Rating: 3.5 stars out of 5
Avery Hextall, a junior architect at a prestigious firm, is thrilled when his design is chosen for a new performing-arts center—even if it means working closely with his insufferably uptight project manager, Malin Lacroix. When a chance encounter in the boss’s office proves that Lacroix is anything but cold, Avery is determined to learn more about the real man beneath the aloof veneer.
Despite their growing attraction and their increasingly kinky encounters, the enigmatic Malin remains as emotionally distant as ever. Worse, Avery’s friends are convinced Malin thinks of Avery as a dirty secret and nothing more—a secret that might destroy both of their careers.
But the real secret is a single moment in time that haunts Malin and keeps him from committing to the life he wants with Avery. In order to move on, Avery must help Malin come to terms with the tragedy in his past before they can work on building a future together.
Let the Wrong Light In is a hard story to rate. This is my first Avon Gale book and I enjoyed it. The writing is good, well-paced, and the narration helps the feel of the story. The way the office works, the interactions between the characters, and how they work on the projects seems too convenient for the sake of the story.
It was hard to pinpoint Avery’s age and his real status within the company. Architecture is one of those professions, like medicine, in which practitioners tend to be older than average. For me, Avery read more as a young intern. He had too many layers protecting his heart, and there wasn’t enough time for them to be peel back. We get an idea of how good he can be when in a committed relationship, but not enough time to get invested in him/them.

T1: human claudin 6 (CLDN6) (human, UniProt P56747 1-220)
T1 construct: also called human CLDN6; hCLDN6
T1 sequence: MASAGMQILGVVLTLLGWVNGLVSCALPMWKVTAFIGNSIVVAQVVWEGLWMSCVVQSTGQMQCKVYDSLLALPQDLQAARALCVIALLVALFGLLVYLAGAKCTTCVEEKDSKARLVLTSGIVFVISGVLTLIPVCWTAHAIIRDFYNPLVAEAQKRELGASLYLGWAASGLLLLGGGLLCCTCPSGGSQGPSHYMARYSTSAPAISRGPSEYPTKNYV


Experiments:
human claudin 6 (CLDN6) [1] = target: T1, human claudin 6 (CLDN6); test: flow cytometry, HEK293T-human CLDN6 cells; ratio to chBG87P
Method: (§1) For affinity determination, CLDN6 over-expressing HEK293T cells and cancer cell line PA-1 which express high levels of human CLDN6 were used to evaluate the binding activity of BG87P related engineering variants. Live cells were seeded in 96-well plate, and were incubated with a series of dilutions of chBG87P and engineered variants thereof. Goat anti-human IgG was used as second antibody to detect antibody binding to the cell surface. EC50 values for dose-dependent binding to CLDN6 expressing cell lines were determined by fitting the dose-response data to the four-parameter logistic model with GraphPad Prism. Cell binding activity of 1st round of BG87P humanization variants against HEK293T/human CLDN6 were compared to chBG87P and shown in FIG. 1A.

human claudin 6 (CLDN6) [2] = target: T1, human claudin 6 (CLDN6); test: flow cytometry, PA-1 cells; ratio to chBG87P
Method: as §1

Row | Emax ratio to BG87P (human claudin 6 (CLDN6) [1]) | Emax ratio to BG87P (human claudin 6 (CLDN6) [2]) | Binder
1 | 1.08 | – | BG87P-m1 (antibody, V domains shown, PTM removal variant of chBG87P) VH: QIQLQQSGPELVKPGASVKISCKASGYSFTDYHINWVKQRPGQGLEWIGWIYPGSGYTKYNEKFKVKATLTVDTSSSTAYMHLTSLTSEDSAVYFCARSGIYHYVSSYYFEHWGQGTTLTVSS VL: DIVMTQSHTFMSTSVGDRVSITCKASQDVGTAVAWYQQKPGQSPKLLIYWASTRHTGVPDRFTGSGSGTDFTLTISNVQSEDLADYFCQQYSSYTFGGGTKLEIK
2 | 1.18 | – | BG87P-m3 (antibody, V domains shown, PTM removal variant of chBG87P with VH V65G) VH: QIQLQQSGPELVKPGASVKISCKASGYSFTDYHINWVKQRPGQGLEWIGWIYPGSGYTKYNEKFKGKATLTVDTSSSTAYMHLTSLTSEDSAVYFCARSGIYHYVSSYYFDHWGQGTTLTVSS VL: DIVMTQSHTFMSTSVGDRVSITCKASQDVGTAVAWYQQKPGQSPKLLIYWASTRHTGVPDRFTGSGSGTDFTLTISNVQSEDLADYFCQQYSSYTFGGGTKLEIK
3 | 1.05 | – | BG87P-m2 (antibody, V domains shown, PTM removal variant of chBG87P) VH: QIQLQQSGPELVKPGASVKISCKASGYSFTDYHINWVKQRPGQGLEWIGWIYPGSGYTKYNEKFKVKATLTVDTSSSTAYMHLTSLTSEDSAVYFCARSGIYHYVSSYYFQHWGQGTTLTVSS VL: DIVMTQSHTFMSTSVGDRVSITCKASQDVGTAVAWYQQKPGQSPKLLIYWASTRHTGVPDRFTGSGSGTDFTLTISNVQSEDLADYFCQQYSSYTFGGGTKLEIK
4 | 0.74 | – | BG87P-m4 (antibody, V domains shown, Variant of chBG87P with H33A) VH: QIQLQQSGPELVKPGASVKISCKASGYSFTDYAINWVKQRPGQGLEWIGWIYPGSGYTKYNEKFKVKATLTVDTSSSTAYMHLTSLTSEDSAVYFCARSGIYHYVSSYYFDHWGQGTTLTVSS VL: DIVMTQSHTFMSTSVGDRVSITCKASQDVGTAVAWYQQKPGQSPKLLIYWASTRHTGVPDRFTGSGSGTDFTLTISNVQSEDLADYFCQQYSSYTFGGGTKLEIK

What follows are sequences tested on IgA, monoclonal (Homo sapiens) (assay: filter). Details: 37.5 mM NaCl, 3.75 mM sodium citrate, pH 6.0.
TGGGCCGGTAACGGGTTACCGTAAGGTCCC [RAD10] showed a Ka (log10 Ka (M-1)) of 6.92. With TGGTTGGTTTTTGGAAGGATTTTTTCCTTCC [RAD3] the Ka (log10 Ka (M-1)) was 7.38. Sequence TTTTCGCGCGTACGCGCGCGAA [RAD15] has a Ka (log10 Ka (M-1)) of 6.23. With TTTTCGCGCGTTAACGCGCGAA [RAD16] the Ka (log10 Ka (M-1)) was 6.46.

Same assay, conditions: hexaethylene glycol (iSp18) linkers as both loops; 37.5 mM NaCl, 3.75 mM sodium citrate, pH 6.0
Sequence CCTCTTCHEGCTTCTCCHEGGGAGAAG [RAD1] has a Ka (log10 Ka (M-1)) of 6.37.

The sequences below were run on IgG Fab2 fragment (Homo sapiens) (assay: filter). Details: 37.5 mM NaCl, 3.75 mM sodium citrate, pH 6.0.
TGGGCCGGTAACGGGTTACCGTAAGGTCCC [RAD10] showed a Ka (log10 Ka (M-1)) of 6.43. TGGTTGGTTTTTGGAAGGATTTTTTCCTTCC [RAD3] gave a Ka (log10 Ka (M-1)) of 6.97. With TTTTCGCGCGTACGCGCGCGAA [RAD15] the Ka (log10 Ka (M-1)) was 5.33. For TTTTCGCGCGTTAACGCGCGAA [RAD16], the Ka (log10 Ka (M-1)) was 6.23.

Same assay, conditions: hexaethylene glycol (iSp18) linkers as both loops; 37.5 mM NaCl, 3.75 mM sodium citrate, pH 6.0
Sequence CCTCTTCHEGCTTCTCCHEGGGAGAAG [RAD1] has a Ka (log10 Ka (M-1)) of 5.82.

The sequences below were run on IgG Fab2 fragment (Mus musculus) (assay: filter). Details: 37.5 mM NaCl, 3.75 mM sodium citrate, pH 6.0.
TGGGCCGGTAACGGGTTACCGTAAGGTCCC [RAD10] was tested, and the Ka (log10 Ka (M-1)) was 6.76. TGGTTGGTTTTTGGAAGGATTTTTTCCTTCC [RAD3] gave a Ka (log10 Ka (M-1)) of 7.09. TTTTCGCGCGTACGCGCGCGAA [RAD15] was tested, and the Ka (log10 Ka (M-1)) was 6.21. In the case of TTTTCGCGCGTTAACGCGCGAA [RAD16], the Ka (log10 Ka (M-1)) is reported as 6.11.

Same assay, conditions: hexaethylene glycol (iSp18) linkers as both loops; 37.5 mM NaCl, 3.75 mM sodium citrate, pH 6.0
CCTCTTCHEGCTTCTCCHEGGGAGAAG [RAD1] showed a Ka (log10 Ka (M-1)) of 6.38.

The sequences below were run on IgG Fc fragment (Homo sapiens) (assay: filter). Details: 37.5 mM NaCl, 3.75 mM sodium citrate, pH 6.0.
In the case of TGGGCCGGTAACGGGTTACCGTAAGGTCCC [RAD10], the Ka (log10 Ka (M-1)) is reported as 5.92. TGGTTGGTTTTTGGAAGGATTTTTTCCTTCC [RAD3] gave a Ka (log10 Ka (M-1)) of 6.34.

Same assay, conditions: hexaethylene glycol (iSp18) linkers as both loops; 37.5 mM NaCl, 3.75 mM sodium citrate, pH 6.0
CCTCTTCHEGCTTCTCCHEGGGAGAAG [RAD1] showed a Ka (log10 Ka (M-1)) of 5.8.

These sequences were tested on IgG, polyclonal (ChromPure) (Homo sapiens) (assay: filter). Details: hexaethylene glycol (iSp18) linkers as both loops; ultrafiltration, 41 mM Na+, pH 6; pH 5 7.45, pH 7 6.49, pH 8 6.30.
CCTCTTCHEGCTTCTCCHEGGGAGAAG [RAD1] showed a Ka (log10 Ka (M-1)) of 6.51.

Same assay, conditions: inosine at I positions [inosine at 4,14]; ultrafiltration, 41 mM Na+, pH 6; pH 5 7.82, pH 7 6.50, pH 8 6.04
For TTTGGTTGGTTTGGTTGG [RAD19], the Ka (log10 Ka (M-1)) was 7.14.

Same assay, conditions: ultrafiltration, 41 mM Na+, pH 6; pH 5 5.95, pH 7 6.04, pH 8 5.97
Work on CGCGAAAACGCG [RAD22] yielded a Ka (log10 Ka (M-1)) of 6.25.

Malin screams Christian Grey–a broken man with a hidden golden heart; only reachable by a young, sweet, and rebellious young man. He has the perfect apartment, house, cars, life, etc. but nothing makes sense to him anymore. He even needed Avery to reconnect with his family and smile again.
The BDSM aspect was something else that didn’t work for me. Unless the story is label Erotica with dub-con or non-con, I prefer to stay away. I like my relationships to be SSC or RACK. And in this case, it was none. Yes, we get to see the concern from Avery’s friends because of this, and Avery’s internal thoughts about it, but Malin having a hard time dealing with people isn’t a valid reason to ignore simple basic standards.
The last part of the story, when we get away from the wild kink and the walls between the main characters, was sweet and gave the story the little boost it needed. I think we needed a little more of Malin’s story early on to wrap it up even better. And Avery’s friends were great too.
I enjoyed Derrick McClain’s narration. He did a good job giving each character a distinctive voice. From all the characters, I think Malin was my favorite. His personality went well with the performance.
The cover by Aaron Anderson shows Avery through glass panels, which plays an important part in the story. The top part has a city line sketch.
Narrator: Derrick McClain
Length: 5 hours and 35 minutes
Published: August 25, 2016 (Audio Edition) by Dreamspinner Press
Edition Language: English